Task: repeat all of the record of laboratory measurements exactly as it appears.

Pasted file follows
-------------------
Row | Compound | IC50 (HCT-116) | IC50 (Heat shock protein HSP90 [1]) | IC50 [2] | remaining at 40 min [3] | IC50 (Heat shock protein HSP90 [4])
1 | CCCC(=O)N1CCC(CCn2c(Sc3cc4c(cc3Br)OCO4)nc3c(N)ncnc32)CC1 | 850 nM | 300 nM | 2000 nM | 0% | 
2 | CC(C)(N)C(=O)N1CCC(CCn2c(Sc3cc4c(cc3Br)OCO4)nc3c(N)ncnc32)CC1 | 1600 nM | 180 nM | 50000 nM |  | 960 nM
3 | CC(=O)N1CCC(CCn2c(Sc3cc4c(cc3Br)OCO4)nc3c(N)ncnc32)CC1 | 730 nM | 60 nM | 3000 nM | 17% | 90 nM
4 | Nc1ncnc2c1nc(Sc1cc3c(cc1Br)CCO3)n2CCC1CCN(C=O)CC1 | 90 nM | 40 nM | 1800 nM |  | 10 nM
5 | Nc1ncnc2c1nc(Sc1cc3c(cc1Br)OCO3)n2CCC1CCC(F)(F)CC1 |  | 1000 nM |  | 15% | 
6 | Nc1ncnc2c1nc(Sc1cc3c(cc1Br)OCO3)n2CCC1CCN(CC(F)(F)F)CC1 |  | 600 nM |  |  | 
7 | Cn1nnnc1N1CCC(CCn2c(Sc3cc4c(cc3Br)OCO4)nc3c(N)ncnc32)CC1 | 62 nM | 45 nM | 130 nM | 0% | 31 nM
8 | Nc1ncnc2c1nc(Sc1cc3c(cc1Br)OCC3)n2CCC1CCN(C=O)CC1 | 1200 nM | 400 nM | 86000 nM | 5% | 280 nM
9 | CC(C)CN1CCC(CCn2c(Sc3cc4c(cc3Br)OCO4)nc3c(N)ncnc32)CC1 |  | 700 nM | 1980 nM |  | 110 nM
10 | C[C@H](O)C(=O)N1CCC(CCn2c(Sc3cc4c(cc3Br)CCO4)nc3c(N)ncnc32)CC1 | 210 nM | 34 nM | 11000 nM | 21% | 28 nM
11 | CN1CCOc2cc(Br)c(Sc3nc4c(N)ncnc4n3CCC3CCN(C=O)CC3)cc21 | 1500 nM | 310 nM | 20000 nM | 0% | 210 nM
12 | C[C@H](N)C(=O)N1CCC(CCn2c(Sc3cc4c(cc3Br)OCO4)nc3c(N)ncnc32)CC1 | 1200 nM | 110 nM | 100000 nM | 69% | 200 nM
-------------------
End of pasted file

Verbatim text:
Row | Compound | IC50 (HCT-116) | IC50 (Heat shock protein HSP90 [1]) | IC50 [2] | remaining at 40 min [3] | IC50 (Heat shock protein HSP90 [4])
1 | CCCC(=O)N1CCC(CCn2c(Sc3cc4c(cc3Br)OCO4)nc3c(N)ncnc32)CC1 | 850 nM | 300 nM | 2000 nM | 0% | 
2 | CC(C)(N)C(=O)N1CCC(CCn2c(Sc3cc4c(cc3Br)OCO4)nc3c(N)ncnc32)CC1 | 1600 nM | 180 nM | 50000 nM |  | 960 nM
3 | CC(=O)N1CCC(CCn2c(Sc3cc4c(cc3Br)OCO4)nc3c(N)ncnc32)CC1 | 730 nM | 60 nM | 3000 nM | 17% | 90 nM
4 | Nc1ncnc2c1nc(Sc1cc3c(cc1Br)CCO3)n2CCC1CCN(C=O)CC1 | 90 nM | 40 nM | 1800 nM |  | 10 nM
5 | Nc1ncnc2c1nc(Sc1cc3c(cc1Br)OCO3)n2CCC1CCC(F)(F)CC1 |  | 1000 nM |  | 15% | 
6 | Nc1ncnc2c1nc(Sc1cc3c(cc1Br)OCO3)n2CCC1CCN(CC(F)(F)F)CC1 |  | 600 nM |  |  | 
7 | Cn1nnnc1N1CCC(CCn2c(Sc3cc4c(cc3Br)OCO4)nc3c(N)ncnc32)CC1 | 62 nM | 45 nM | 130 nM | 0% | 31 nM
8 | Nc1ncnc2c1nc(Sc1cc3c(cc1Br)OCC3)n2CCC1CCN(C=O)CC1 | 1200 nM | 400 nM | 86000 nM | 5% | 280 nM
9 | CC(C)CN1CCC(CCn2c(Sc3cc4c(cc3Br)OCO4)nc3c(N)ncnc32)CC1 |  | 700 nM | 1980 nM |  | 110 nM
10 | C[C@H](O)C(=O)N1CCC(CCn2c(Sc3cc4c(cc3Br)CCO4)nc3c(N)ncnc32)CC1 | 210 nM | 34 nM | 11000 nM | 21% | 28 nM
11 | CN1CCOc2cc(Br)c(Sc3nc4c(N)ncnc4n3CCC3CCN(C=O)CC3)cc21 | 1500 nM | 310 nM | 20000 nM | 0% | 210 nM
12 | C[C@H](N)C(=O)N1CCC(CCn2c(Sc3cc4c(cc3Br)OCO4)nc3c(N)ncnc32)CC1 | 1200 nM | 110 nM | 100000 nM | 69% | 200 nM